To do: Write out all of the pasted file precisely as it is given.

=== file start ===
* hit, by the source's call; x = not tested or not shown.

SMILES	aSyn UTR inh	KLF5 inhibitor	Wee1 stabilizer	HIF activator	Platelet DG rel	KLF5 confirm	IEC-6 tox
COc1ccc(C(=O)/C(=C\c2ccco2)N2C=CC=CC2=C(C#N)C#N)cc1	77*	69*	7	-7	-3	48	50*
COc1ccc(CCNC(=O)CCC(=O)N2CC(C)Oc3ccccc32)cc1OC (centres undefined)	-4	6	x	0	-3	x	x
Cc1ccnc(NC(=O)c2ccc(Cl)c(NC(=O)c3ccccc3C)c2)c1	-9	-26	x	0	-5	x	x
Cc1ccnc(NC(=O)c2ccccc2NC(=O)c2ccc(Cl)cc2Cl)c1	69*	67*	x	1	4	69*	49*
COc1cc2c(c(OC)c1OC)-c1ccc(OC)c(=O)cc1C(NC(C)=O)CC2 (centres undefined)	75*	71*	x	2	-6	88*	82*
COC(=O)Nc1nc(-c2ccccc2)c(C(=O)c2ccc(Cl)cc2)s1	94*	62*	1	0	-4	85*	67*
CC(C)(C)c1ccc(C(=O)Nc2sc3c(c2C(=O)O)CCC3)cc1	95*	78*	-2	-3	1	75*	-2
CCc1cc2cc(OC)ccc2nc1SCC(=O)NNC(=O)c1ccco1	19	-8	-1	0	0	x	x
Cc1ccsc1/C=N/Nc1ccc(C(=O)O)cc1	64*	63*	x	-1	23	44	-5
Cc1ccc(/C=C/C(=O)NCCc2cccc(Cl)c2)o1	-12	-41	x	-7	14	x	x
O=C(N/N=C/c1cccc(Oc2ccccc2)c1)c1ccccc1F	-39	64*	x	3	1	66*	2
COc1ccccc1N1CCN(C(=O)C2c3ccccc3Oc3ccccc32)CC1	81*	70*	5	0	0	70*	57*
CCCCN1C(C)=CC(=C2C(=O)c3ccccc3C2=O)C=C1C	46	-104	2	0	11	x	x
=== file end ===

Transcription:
* hit, by the source's call; x = not tested or not shown.

SMILES	aSyn UTR inh	KLF5 inhibitor	Wee1 stabilizer	HIF activator	Platelet DG rel	KLF5 confirm	IEC-6 tox
COc1ccc(C(=O)/C(=C\c2ccco2)N2C=CC=CC2=C(C#N)C#N)cc1	77*	69*	7	-7	-3	48	50*
COc1ccc(CCNC(=O)CCC(=O)N2CC(C)Oc3ccccc32)cc1OC (centres undefined)	-4	6	x	0	-3	x	x
Cc1ccnc(NC(=O)c2ccc(Cl)c(NC(=O)c3ccccc3C)c2)c1	-9	-26	x	0	-5	x	x
Cc1ccnc(NC(=O)c2ccccc2NC(=O)c2ccc(Cl)cc2Cl)c1	69*	67*	x	1	4	69*	49*
COc1cc2c(c(OC)c1OC)-c1ccc(OC)c(=O)cc1C(NC(C)=O)CC2 (centres undefined)	75*	71*	x	2	-6	88*	82*
COC(=O)Nc1nc(-c2ccccc2)c(C(=O)c2ccc(Cl)cc2)s1	94*	62*	1	0	-4	85*	67*
CC(C)(C)c1ccc(C(=O)Nc2sc3c(c2C(=O)O)CCC3)cc1	95*	78*	-2	-3	1	75*	-2
CCc1cc2cc(OC)ccc2nc1SCC(=O)NNC(=O)c1ccco1	19	-8	-1	0	0	x	x
Cc1ccsc1/C=N/Nc1ccc(C(=O)O)cc1	64*	63*	x	-1	23	44	-5
Cc1ccc(/C=C/C(=O)NCCc2cccc(Cl)c2)o1	-12	-41	x	-7	14	x	x
O=C(N/N=C/c1cccc(Oc2ccccc2)c1)c1ccccc1F	-39	64*	x	3	1	66*	2
COc1ccccc1N1CCN(C(=O)C2c3ccccc3Oc3ccccc32)CC1	81*	70*	5	0	0	70*	57*
CCCCN1C(C)=CC(=C2C(=O)c3ccccc3C2=O)C=C1C	46	-104	2	0	11	x	x